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Director Oren Moverman adds another entry into the growing sub-genre of over-the-top corrupt cop films which includes the likes of both BAD LIEUTENANT films and TRAINING DAY. Like Denzel Washington in the latter film, Woody Harrelson gives an Oscar worthy performance as a dirty and brutal cop. The key difference is that Washington’s Alonzo Harris has greed as his motivation — Harrelson’s David Brown just likes being bad.
Set in 1999 right before the Rampart division scandal broke in Los Angeles, Brown has a long history of violence on the job. His nickname is Date Rape and not for the reasons you might think. As he is trying to dodge his latest excessive force accusation, he finds himself videotaped beating a suspect in the street. This is the one that DA Joan Confrey (Sigourney Weaver, ALIEN) has been waiting for — the one to make an example of.
He goes into his comfortable cover up mode, contacting his mentor Hartshorn (Ned Beatty, DELIVERANCE), who has gotten him out of a lot of scraps over the years. But he tells Brown that this one is different. From this point on, his life just spirals more and more out of control. It’s like watching a man in quick sand trying to claw his way out only to have more sand pour down upon him from above. He picks up on Linda Fentress (Robin Wright, THE PRINCESS BRIDE) in a bar — she’s a defense lawyer looking to set him up. He comes off unbelievably racist to internal affairs officer Kyle Timkins (Ice Cube, BOYZ IN THE HOOD). Brown tries to make it better by saying he hates everybody equally.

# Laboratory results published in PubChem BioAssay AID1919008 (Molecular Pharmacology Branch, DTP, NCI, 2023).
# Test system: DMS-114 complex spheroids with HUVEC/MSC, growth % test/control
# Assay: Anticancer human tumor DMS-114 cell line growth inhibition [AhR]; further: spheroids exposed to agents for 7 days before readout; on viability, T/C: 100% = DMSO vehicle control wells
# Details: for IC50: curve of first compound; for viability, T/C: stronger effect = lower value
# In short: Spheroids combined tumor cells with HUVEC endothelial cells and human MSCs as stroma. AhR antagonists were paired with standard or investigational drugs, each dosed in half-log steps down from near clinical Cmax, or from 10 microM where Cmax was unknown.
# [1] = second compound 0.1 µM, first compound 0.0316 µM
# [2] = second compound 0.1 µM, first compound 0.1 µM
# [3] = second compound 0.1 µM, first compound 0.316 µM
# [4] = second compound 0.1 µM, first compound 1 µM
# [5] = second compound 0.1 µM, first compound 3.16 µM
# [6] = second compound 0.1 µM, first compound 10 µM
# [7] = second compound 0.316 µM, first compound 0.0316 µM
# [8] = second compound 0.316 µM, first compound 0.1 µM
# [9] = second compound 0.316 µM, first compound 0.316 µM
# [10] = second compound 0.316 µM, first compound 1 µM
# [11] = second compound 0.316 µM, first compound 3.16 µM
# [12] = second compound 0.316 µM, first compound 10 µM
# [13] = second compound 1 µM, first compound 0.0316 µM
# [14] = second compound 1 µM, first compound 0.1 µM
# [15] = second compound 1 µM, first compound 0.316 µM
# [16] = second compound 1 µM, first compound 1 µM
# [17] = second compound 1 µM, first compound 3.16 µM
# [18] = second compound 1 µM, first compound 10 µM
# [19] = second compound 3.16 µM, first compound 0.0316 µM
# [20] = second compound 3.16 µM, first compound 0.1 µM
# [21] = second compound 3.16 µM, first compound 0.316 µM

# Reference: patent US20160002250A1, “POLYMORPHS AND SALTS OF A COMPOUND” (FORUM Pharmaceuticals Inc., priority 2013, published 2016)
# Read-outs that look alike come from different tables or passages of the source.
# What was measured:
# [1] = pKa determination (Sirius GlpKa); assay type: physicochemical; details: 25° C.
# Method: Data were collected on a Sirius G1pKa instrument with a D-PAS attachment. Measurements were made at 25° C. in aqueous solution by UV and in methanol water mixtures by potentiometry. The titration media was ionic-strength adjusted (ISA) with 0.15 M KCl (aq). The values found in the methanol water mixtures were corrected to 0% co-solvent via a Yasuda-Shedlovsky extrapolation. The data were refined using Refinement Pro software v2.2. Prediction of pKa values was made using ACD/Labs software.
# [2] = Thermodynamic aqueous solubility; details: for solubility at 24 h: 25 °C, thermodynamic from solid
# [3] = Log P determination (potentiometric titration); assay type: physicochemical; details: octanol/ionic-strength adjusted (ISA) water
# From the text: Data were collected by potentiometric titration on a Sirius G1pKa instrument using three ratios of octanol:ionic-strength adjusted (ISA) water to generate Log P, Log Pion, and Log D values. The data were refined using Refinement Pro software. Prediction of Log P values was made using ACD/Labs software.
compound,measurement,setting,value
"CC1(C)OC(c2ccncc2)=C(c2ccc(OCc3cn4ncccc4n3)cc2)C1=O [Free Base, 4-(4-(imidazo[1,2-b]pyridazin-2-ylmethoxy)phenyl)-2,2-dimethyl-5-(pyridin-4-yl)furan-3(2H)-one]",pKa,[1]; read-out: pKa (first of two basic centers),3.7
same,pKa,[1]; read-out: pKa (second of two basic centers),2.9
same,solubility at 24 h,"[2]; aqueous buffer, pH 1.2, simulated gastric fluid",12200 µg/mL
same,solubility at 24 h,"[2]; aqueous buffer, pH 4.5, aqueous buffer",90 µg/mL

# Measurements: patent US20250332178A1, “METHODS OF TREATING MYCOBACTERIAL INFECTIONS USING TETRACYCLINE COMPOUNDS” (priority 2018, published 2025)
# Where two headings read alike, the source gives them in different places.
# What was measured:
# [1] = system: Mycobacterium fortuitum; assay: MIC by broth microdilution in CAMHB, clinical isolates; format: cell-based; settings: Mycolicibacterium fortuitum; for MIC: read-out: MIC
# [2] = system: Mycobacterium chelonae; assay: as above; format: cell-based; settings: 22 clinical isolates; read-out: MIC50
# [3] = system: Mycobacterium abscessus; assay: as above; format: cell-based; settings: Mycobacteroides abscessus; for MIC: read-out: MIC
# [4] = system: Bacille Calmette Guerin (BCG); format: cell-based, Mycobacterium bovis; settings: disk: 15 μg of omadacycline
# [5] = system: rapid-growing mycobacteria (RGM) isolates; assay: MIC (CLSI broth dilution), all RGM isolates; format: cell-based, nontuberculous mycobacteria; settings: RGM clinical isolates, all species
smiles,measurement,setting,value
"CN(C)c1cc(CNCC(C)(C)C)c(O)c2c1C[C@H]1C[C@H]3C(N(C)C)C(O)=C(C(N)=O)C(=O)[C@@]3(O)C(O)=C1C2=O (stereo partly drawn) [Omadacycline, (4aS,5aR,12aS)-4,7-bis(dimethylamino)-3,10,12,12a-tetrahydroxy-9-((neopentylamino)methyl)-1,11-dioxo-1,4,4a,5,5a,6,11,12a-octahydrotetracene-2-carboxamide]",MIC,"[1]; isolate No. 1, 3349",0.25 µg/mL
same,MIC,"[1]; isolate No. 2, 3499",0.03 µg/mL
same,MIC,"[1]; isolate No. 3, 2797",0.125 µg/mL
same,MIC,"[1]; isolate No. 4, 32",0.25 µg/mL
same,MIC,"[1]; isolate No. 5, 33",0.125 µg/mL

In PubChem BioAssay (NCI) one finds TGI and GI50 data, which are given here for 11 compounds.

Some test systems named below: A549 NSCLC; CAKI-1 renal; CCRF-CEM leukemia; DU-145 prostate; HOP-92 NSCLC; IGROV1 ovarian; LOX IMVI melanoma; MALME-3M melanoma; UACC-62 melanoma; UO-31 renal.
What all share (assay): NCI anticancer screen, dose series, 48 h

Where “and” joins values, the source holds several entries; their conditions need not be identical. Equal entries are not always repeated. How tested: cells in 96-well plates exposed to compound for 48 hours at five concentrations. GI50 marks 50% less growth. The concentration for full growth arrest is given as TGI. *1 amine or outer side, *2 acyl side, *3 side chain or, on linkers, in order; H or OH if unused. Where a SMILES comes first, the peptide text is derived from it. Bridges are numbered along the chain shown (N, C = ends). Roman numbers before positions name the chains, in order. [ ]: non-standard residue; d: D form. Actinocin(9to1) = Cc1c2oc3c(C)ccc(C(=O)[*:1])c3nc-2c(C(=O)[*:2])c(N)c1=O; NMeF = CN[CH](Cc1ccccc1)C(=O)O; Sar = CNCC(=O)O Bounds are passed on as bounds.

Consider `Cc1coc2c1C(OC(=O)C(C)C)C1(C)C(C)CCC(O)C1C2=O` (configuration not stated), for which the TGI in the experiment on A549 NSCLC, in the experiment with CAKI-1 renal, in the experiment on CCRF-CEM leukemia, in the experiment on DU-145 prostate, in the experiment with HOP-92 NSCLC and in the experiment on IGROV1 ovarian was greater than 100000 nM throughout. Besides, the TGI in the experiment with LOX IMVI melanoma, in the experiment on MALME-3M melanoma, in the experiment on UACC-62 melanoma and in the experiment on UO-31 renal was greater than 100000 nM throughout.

His private life is just as much a mess. He lives next to both of his ex wives, who happen to be sisters. Barbara (Cynthia Nixon, SEX IN THE CITY) and Catherine (Anne Heche, PSYCHO) seem to be as emotionally bankrupt as Brown. A heart to heart with his daughter Margaret (Sammy Boyarsky, BRUCE ALMIGHTY) only alienates her more. Every time he opens his mouth he just makes things worse for himself.
As I watched the film, I kept thinking back to Nicolas Cage’s performance in BAD LIEUTENANT: PORT OF CALL - NEW ORLEANS and how over the top his performance was. The plot for that film was actually more grounded than this one. Brown is so immoral that all his crimes seem implausible. But Harrelson keeps it all grounded. As absurd as it gets, it all seemed reasonable for Brown, because he doesn’t see himself as the villain. He thinks he’s the Punisher and he patrols the streets of Hades. L.A. can feel that hot at times. He gets in trouble because he can’t help himself. The second he does something awful he instinctively begins reframing it in his mind on how he was the hero of the story.
Like Harvey Keitel’s corrupt lieutenant in BAD LIEUTENANT, Brown looks for redemption. At least that is the latest hero story he has conjured in his mind. The conclusion of this character study is uniquely complex in how it exposes Brown’s motivations and how desperate he has become. Timkins’ reaction is very interesting as well because he sees Brown so clearly.
Harrelson and Moverman have begun a great filmic collaboration, having previously worked together on THE MESSENGER, for which Harrelson received an Oscar nomination. Sometimes an actor and director connect and find the right material for their skills. The script from famed crime writer James Ellroy and Moverman could have been made ridiculous with the wrong lead or overly stylish director. Moverman just turns up the heat and grime to set the mood and lets Harrelson create something special — a thoroughly immortal character who we feel compelled to watch.